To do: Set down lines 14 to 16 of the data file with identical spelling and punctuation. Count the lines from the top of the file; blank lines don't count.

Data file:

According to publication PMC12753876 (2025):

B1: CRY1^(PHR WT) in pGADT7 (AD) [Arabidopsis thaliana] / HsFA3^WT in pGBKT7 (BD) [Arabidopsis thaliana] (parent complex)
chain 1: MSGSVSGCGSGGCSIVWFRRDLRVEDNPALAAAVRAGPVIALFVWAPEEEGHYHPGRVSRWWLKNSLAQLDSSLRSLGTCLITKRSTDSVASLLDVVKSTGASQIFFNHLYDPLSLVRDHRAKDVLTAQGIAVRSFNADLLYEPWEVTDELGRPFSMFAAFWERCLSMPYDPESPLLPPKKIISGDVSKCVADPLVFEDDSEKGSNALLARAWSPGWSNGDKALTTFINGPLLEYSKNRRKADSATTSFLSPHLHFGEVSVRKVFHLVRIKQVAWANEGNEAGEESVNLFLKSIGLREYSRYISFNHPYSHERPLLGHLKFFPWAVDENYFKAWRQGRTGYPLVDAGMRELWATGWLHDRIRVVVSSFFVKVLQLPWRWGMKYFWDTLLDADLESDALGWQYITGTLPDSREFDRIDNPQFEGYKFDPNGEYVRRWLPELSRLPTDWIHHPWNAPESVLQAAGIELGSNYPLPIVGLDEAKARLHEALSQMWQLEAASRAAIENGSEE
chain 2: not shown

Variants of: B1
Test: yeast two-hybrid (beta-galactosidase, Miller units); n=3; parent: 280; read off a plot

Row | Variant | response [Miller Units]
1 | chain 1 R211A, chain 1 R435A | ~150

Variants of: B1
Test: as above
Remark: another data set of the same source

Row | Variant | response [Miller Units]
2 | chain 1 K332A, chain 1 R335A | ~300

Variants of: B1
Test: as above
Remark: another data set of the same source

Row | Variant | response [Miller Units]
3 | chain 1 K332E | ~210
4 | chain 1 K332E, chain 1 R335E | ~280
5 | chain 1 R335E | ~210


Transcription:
Variants of: B1
Test: as above
Remark: another data set of the same source